>shall get the kind of professional designers with specialized knowledge
>(attitude and aptitude) to take full responsibility for their design
>But again, I can't help but to think that this -creating a pure science of
>design- is not enough, because even in a domain of pure scientific methods,
>Operation Research as an example, Ackoff detailed that mathematical modeling
>that once fuelled the existence of OR became short of achieving its main two
>objectives: predicting and preparedness. The warning was of the gap to
>prepare perfectly for an imperfect prediction; especially when other factors
>were added to the mix and views of a whole system emerged; design I think is
>never seul and solo.
>My point here builds on the last few words of Francois; it should not only
>be a science but rather TRANSDISCIPLINARY perspective to design challenges
>that can help understand and build upon our best imagined- yet achievable
>situation possible today and work our way backwards to current situation (as
>argued in Idealized Design for Ackoff).
>De Montfort University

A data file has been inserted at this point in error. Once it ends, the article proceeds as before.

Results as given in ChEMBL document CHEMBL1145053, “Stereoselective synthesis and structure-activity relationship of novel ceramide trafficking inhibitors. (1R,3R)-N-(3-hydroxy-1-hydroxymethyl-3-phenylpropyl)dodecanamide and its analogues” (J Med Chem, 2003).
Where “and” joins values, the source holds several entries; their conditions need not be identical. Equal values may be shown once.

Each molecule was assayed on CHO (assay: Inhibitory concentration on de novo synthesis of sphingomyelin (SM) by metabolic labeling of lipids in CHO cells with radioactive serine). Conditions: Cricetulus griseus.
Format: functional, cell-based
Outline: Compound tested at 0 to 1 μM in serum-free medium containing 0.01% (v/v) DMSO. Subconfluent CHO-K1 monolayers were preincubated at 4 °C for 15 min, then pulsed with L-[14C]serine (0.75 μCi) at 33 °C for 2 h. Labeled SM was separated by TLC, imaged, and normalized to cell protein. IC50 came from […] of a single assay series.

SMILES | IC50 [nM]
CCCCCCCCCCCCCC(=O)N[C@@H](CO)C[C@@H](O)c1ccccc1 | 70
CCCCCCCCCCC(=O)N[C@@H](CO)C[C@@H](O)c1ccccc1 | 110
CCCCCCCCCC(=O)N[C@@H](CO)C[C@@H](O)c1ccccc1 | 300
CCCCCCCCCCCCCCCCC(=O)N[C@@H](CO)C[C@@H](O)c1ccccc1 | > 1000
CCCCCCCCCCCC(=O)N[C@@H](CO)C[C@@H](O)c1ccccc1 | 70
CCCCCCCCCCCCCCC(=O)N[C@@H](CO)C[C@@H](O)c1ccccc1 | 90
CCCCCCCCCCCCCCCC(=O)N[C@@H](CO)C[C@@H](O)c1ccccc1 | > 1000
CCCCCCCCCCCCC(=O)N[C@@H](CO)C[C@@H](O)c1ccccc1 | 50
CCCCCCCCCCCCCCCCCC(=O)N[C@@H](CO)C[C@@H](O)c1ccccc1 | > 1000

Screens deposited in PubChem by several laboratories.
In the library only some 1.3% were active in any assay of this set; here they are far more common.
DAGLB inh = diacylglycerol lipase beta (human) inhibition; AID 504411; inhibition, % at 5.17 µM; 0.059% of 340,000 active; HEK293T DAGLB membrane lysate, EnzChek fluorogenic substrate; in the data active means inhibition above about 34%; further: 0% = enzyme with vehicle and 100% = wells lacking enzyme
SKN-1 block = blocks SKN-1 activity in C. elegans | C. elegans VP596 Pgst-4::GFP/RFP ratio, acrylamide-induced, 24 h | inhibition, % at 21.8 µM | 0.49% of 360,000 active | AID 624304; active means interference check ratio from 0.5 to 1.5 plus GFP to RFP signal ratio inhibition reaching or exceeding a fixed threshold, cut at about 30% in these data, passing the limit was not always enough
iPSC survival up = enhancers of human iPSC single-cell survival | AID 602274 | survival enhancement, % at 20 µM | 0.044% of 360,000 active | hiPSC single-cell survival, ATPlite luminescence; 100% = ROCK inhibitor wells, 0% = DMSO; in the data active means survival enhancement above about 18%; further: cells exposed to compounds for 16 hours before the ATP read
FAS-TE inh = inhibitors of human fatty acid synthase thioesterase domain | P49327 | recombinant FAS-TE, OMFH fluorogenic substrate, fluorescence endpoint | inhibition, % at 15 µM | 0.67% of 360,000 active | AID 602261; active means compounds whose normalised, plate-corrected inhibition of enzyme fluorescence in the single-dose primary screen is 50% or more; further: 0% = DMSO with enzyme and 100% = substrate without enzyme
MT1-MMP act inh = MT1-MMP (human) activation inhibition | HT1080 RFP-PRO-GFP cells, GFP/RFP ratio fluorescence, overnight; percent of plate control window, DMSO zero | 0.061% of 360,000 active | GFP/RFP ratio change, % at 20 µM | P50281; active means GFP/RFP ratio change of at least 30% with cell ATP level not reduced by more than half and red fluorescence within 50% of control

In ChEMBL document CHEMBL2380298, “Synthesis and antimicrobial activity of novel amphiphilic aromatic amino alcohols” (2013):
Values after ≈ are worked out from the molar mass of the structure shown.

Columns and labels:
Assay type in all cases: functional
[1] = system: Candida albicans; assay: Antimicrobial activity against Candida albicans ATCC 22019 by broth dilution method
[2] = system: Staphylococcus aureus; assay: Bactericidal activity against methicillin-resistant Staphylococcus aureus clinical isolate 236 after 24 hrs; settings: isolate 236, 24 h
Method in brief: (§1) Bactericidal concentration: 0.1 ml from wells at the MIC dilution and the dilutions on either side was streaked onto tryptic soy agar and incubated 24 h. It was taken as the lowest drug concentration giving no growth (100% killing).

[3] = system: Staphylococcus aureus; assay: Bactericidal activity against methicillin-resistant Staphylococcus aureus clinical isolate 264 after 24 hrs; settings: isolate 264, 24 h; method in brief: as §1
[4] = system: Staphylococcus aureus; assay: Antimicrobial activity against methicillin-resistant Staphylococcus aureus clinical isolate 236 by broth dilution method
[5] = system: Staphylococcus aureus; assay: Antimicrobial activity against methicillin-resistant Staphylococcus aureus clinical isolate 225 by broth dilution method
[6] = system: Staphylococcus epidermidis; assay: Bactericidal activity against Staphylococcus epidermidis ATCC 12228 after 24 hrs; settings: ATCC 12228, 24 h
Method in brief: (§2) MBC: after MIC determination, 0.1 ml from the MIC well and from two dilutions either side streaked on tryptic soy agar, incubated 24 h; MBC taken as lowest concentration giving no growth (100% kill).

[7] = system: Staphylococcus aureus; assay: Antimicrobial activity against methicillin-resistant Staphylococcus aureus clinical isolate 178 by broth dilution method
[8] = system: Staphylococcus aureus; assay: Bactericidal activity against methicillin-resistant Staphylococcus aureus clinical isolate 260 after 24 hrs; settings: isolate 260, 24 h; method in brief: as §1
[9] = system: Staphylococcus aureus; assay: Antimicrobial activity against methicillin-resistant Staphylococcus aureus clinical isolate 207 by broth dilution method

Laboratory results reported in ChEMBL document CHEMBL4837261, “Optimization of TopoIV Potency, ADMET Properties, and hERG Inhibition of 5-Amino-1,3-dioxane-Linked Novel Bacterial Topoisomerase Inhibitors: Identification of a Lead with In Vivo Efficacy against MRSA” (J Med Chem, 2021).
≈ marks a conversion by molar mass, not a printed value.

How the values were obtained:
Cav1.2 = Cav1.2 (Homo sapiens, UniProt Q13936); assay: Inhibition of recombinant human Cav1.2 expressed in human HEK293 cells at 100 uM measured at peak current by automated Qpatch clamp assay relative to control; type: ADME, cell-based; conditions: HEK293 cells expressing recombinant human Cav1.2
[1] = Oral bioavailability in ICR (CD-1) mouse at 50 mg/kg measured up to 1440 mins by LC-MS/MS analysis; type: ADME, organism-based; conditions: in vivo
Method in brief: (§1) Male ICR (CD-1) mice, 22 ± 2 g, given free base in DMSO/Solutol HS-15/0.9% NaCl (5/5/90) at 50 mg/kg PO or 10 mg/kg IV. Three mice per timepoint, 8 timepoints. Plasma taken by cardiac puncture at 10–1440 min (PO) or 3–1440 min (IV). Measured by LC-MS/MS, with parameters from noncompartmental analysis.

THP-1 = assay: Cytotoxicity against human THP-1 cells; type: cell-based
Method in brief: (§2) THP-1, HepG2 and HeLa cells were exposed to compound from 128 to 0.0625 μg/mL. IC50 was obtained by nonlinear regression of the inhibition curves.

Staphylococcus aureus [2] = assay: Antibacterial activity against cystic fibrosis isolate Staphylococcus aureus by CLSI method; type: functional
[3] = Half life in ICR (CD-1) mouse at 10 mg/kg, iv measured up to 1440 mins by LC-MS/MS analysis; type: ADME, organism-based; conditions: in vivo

>On Fri, May 13, 2011 at 10:56 PM, Francois Nsenga <[log in to unmask]> wrote:
>> Yes, dear Terry!
>> In addition to profesionalization, acountability, and training, there also
>> is (I would say even more importantly) the image we ourselves portray in
>> public that, in my view, is too reductive and not at all to our advantage.
>> Especially, while negotiating with our direct and indirect commissioners to
>> give shape to the artifactual environment. As long as we, designers, (in
> > general, with a few exceptions) keep confining ourselves within the group
>> "creative" members of society (artists and crafts/studio people), we simply
>> are no longer entitled to dealing with that thick complexity that surround
>> us all. We can no longer pretend to generate 'boundedly rational choices'
>> leading to 's*atisficing* decisions' (dixit Simon) or solutions.
>> Even in your example of heating a room, the situation is not that simple.
>> Indeed, beyond mere mechanical or electronical manipulation of the